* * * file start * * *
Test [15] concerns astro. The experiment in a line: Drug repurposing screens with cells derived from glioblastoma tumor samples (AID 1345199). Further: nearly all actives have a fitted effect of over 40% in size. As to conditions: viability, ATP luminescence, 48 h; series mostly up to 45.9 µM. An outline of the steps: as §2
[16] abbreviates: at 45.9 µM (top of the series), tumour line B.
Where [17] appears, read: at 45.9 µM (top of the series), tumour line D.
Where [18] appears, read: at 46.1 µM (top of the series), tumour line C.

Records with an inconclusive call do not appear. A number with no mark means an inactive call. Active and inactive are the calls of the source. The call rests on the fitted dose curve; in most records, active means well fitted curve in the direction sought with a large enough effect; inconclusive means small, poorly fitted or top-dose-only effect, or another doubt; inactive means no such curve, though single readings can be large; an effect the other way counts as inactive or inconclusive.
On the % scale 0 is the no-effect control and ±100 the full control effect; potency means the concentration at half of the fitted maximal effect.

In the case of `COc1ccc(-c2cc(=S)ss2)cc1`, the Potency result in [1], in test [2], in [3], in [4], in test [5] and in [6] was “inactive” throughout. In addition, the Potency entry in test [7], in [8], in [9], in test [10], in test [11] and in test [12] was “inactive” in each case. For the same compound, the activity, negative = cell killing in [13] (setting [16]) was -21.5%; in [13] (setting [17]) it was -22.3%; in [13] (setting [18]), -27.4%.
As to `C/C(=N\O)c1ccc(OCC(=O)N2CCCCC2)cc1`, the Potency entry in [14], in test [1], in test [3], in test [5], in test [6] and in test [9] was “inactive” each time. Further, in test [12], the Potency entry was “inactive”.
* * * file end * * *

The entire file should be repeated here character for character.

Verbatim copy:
Test [15] concerns astro. The experiment in a line: Drug repurposing screens with cells derived from glioblastoma tumor samples (AID 1345199). Further: nearly all actives have a fitted effect of over 40% in size. As to conditions: viability, ATP luminescence, 48 h; series mostly up to 45.9 µM. An outline of the steps: as §2
[16] abbreviates: at 45.9 µM (top of the series), tumour line B.
Where [17] appears, read: at 45.9 µM (top of the series), tumour line D.
Where [18] appears, read: at 46.1 µM (top of the series), tumour line C.

Records with an inconclusive call do not appear. A number with no mark means an inactive call. Active and inactive are the calls of the source. The call rests on the fitted dose curve; in most records, active means well fitted curve in the direction sought with a large enough effect; inconclusive means small, poorly fitted or top-dose-only effect, or another doubt; inactive means no such curve, though single readings can be large; an effect the other way counts as inactive or inconclusive.
On the % scale 0 is the no-effect control and ±100 the full control effect; potency means the concentration at half of the fitted maximal effect.

In the case of `COc1ccc(-c2cc(=S)ss2)cc1`, the Potency result in [1], in test [2], in [3], in [4], in test [5] and in [6] was “inactive” throughout. In addition, the Potency entry in test [7], in [8], in [9], in test [10], in test [11] and in test [12] was “inactive” in each case. For the same compound, the activity, negative = cell killing in [13] (setting [16]) was -21.5%; in [13] (setting [17]) it was -22.3%; in [13] (setting [18]), -27.4%.
As to `C/C(=N\O)c1ccc(OCC(=O)N2CCCCC2)cc1`, the Potency entry in [14], in test [1], in test [3], in test [5], in test [6] and in test [9] was “inactive” each time. Further, in test [12], the Potency entry was “inactive”.